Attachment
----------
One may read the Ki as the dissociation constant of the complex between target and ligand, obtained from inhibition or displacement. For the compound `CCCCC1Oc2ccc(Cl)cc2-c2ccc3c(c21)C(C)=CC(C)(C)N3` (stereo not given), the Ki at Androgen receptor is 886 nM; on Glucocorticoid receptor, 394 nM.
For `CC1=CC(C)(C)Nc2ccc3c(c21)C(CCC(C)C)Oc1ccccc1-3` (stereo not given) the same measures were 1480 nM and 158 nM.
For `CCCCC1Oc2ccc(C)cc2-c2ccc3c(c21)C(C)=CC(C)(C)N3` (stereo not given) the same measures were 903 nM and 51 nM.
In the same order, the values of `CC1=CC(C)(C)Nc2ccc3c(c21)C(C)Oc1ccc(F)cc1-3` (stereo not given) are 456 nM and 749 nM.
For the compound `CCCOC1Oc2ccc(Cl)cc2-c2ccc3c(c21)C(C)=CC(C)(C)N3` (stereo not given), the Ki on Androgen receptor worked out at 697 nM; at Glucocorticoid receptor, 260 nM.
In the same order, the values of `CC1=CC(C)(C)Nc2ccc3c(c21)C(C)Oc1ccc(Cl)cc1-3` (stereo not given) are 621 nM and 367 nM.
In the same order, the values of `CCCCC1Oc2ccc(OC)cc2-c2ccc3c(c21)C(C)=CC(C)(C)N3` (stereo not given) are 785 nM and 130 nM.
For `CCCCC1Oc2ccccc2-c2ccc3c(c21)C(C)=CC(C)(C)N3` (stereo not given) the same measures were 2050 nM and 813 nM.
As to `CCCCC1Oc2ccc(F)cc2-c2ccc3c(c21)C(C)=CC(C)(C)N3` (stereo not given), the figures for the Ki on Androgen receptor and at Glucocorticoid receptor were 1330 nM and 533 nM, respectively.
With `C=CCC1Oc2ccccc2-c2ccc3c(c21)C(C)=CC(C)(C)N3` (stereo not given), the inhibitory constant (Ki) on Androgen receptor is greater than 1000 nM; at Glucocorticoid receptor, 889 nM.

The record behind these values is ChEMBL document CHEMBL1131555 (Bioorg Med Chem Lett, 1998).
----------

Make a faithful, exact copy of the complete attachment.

One may read the Ki as the dissociation constant of the complex between target and ligand, obtained from inhibition or displacement. For the compound `CCCCC1Oc2ccc(Cl)cc2-c2ccc3c(c21)C(C)=CC(C)(C)N3` (stereo not given), the Ki at Androgen receptor is 886 nM; on Glucocorticoid receptor, 394 nM.
For `CC1=CC(C)(C)Nc2ccc3c(c21)C(CCC(C)C)Oc1ccccc1-3` (stereo not given) the same measures were 1480 nM and 158 nM.
For `CCCCC1Oc2ccc(C)cc2-c2ccc3c(c21)C(C)=CC(C)(C)N3` (stereo not given) the same measures were 903 nM and 51 nM.
In the same order, the values of `CC1=CC(C)(C)Nc2ccc3c(c21)C(C)Oc1ccc(F)cc1-3` (stereo not given) are 456 nM and 749 nM.
For the compound `CCCOC1Oc2ccc(Cl)cc2-c2ccc3c(c21)C(C)=CC(C)(C)N3` (stereo not given), the Ki on Androgen receptor worked out at 697 nM; at Glucocorticoid receptor, 260 nM.
In the same order, the values of `CC1=CC(C)(C)Nc2ccc3c(c21)C(C)Oc1ccc(Cl)cc1-3` (stereo not given) are 621 nM and 367 nM.
In the same order, the values of `CCCCC1Oc2ccc(OC)cc2-c2ccc3c(c21)C(C)=CC(C)(C)N3` (stereo not given) are 785 nM and 130 nM.
For `CCCCC1Oc2ccccc2-c2ccc3c(c21)C(C)=CC(C)(C)N3` (stereo not given) the same measures were 2050 nM and 813 nM.
As to `CCCCC1Oc2ccc(F)cc2-c2ccc3c(c21)C(C)=CC(C)(C)N3` (stereo not given), the figures for the Ki on Androgen receptor and at Glucocorticoid receptor were 1330 nM and 533 nM, respectively.
With `C=CCC1Oc2ccccc2-c2ccc3c(c21)C(C)=CC(C)(C)N3` (stereo not given), the inhibitory constant (Ki) on Androgen receptor is greater than 1000 nM; at Glucocorticoid receptor, 889 nM.

The record behind these values is ChEMBL document CHEMBL1131555 (Bioorg Med Chem Lett, 1998).